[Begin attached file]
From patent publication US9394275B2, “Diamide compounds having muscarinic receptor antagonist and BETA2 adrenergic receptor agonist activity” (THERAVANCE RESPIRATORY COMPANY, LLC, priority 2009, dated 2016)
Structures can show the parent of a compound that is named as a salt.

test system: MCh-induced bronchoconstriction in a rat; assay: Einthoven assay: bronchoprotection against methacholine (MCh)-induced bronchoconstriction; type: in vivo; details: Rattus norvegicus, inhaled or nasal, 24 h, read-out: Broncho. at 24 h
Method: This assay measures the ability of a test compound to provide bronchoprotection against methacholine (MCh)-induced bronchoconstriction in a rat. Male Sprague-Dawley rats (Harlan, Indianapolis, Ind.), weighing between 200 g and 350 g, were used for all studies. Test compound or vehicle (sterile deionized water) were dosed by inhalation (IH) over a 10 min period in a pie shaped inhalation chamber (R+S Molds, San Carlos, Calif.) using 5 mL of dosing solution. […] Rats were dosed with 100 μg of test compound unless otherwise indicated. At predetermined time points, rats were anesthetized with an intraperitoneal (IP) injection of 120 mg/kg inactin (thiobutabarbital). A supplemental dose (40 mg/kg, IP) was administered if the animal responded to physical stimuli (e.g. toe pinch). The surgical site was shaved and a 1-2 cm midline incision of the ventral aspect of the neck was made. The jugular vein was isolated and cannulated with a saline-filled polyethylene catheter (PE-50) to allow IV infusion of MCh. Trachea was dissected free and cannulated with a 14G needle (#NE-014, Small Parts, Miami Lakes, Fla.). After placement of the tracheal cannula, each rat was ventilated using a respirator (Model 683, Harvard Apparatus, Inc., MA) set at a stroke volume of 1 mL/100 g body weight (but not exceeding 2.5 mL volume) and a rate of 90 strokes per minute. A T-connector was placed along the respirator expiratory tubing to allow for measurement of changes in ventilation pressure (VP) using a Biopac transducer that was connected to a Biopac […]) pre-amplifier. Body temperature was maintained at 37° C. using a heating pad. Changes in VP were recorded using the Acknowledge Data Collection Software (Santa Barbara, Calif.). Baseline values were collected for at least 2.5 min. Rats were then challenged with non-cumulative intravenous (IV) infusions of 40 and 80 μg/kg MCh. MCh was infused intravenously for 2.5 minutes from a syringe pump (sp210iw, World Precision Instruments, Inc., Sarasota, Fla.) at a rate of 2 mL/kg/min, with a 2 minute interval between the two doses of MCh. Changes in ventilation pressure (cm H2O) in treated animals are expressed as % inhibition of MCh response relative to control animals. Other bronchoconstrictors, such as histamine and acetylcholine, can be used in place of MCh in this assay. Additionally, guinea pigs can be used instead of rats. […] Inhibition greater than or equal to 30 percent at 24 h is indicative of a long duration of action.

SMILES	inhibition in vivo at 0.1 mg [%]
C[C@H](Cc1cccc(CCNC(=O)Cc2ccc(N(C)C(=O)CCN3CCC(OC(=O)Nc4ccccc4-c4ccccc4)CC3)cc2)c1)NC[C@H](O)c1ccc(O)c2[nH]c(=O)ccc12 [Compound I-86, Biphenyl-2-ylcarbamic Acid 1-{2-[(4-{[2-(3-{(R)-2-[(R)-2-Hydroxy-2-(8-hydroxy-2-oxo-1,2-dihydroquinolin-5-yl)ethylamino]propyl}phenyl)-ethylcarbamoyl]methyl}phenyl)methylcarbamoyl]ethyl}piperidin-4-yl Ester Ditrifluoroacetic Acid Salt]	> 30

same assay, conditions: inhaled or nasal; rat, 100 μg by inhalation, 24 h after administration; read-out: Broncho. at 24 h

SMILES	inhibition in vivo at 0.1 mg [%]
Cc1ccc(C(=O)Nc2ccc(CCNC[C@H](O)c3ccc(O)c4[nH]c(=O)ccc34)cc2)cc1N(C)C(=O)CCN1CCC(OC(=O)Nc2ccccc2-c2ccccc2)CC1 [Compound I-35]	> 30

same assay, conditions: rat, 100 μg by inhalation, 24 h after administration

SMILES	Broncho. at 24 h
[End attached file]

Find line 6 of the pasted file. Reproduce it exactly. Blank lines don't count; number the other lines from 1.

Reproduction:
C[C@H](Cc1cccc(CCNC(=O)Cc2ccc(N(C)C(=O)CCN3CCC(OC(=O)Nc4ccccc4-c4ccccc4)CC3)cc2)c1)NC[C@H](O)c1ccc(O)c2[nH]c(=O)ccc12 [Compound I-86, Biphenyl-2-ylcarbamic Acid 1-{2-[(4-{[2-(3-{(R)-2-[(R)-2-Hydroxy-2-(8-hydroxy-2-oxo-1,2-dihydroquinolin-5-yl)ethylamino]propyl}phenyl)-ethylcarbamoyl]methyl}phenyl)methylcarbamoyl]ethyl}piperidin-4-yl Ester Ditrifluoroacetic Acid Salt]	> 30